For a long time, brown algae or kelp face every crisis away from the Northern California coast, including major heat waves in the ocean, which are usually calm here. Unusually strong heating in 2014 led to a sudden collapse, eventually destroying 95 percent of the region’s original seaweed and replaced by a type of desert that had a vast population of sea chinins. What is it Biologist Meredith MacPherson from the University of California at Santa Cruz and her team in “Communication Biology” report.
Northern California’s kelp forests generally thrive in cold and nutrient-rich waters and form a species-rich ecosystem and a nursery for many species of fish. During El Niño events and other warm phases in the ocean, deepwater growth is prevented, and nutrient-poor, warm conditions dominate, in which brown algae worsen and cover up. Usually brown algae recover quickly and completely.
Starfish have also suffered from large-scale deaths since 2013 due to frequent and strong hot water bubbles in recent years, as well as water over-fertilization in the region. Lack of oxygen made animals more susceptible to disease, causing them to be attacked by bacteria and melted into mucus. However, starfish are the main predators of some sea urchins, which in turn harbor brown algae.
Without these opponents, sea urchins were able to multiply and intensify the brown algae being polluted by the heat wave. “The coincidence of the two incidents led to the fact that kelp forests were dramatically reduced,” says Rafael Kudela, who was involved in the study. Hungry sea urchins also ensure that all sprouted algae are immediately re-grazing: instead of species and structure-rich kelp forests, bare areas are now expanding into the sea.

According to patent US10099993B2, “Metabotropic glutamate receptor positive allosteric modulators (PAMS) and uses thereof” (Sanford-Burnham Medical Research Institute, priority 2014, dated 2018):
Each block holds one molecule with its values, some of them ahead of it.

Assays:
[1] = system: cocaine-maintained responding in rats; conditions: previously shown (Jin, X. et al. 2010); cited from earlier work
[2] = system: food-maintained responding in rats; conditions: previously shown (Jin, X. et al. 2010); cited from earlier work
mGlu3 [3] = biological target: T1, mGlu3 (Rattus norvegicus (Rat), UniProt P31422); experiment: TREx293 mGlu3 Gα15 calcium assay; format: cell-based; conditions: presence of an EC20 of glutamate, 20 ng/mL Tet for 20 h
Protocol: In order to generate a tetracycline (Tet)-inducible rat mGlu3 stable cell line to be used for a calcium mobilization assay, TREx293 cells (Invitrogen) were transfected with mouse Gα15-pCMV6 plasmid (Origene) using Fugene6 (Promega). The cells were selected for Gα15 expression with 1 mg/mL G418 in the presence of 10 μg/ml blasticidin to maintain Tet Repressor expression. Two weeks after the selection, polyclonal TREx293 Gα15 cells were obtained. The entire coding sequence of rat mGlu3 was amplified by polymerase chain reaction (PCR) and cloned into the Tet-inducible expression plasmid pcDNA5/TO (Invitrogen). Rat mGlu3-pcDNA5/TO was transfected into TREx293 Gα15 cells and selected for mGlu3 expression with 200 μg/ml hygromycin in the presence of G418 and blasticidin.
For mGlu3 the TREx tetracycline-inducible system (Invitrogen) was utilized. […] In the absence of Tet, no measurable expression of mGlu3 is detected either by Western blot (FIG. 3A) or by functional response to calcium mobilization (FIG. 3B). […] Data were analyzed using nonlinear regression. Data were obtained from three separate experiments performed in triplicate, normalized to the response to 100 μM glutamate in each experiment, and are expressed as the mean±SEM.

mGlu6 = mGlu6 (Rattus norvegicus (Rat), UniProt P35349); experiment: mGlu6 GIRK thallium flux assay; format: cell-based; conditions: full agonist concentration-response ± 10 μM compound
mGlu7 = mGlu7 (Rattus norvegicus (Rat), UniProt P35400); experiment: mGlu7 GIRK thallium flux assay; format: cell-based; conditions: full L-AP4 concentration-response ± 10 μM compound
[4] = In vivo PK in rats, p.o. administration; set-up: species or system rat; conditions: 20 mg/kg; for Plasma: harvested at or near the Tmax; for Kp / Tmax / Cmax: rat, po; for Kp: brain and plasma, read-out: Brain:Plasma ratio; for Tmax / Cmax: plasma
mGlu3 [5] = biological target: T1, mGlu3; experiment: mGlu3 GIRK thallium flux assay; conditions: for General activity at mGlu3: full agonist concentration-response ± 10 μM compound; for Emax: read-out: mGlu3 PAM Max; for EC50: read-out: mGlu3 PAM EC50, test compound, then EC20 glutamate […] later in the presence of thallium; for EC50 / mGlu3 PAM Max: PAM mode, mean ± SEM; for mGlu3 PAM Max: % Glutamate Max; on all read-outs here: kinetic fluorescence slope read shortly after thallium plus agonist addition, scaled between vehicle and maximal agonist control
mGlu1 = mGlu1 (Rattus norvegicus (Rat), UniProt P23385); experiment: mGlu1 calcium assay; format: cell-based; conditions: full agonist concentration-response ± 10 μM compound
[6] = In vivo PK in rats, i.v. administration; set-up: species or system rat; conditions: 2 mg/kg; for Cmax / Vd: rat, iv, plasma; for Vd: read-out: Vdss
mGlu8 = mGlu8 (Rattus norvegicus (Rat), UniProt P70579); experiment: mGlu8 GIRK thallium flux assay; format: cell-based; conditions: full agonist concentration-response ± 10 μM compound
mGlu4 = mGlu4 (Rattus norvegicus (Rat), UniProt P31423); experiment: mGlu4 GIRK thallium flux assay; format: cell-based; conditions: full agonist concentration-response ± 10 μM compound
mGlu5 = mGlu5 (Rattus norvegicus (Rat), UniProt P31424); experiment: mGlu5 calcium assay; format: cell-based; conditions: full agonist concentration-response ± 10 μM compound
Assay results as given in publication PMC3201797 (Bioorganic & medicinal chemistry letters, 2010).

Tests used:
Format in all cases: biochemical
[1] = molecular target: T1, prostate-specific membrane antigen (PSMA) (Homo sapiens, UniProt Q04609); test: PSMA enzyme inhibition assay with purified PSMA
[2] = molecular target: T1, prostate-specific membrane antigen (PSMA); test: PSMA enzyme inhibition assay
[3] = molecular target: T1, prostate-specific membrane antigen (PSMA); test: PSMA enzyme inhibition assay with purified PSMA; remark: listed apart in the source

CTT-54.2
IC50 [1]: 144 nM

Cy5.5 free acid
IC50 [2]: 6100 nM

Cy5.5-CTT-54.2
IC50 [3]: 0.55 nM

Unlike other coastal areas of North America where brown algae grow, there are no sea otters, which also eat sea urchins and can be populated. “Sea otters have not been seen on the northern coast since 1800. Using satellite images of the last 35 years, we could see that the brown algae got along well without them. But when starfish disappeared as predators of sea urchins, there was no one left in the system to keep them in check, ”says MacPherson.
As long as neither the beaver nor the starfish return, things will be bad for the Kel forests – even if other ecological conditions are right. Every algae is eaten immediately. There have been attempts to manually remove sea urchins by divers to give brown algae a head start. But without success. According to this, only an epidemic that leads to mass extinction of sea urchins. But it’s still uncertain whether the ecosystem will actually recover, McPherson says. After all, for the first time since 2014, the heat wave in the ocean has begun to weaken, so scientists have not given up hope that conditions at the site may return to normal again.
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